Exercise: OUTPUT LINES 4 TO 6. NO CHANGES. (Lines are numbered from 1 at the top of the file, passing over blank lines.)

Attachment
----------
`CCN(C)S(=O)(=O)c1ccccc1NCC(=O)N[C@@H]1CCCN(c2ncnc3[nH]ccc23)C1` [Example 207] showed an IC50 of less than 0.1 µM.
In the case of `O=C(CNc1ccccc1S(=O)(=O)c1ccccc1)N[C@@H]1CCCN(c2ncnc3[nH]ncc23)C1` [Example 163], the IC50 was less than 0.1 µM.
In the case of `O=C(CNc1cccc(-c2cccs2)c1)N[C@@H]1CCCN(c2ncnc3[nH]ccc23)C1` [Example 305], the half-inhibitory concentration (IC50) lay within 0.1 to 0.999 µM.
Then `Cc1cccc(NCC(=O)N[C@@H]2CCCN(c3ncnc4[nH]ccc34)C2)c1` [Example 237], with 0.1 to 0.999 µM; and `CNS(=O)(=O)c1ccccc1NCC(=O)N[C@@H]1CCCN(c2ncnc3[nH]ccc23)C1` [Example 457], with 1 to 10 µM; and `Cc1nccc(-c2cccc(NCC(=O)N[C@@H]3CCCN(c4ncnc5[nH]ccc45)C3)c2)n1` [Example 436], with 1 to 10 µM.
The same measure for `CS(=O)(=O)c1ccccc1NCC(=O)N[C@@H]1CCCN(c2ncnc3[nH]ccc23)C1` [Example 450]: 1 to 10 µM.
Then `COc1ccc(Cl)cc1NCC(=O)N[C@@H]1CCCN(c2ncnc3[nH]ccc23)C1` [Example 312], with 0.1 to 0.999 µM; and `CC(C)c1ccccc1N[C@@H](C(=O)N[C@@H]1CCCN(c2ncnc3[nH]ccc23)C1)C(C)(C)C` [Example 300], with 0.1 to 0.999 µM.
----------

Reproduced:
Then `Cc1cccc(NCC(=O)N[C@@H]2CCCN(c3ncnc4[nH]ccc34)C2)c1` [Example 237], with 0.1 to 0.999 µM; and `CNS(=O)(=O)c1ccccc1NCC(=O)N[C@@H]1CCCN(c2ncnc3[nH]ccc23)C1` [Example 457], with 1 to 10 µM; and `Cc1nccc(-c2cccc(NCC(=O)N[C@@H]3CCCN(c4ncnc5[nH]ccc45)C3)c2)n1` [Example 436], with 1 to 10 µM.
The same measure for `CS(=O)(=O)c1ccccc1NCC(=O)N[C@@H]1CCCN(c2ncnc3[nH]ccc23)C1` [Example 450]: 1 to 10 µM.
Then `COc1ccc(Cl)cc1NCC(=O)N[C@@H]1CCCN(c2ncnc3[nH]ccc23)C1` [Example 312], with 0.1 to 0.999 µM; and `CC(C)c1ccccc1N[C@@H](C(=O)N[C@@H]1CCCN(c2ncnc3[nH]ccc23)C1)C(C)(C)C` [Example 300], with 0.1 to 0.999 µM.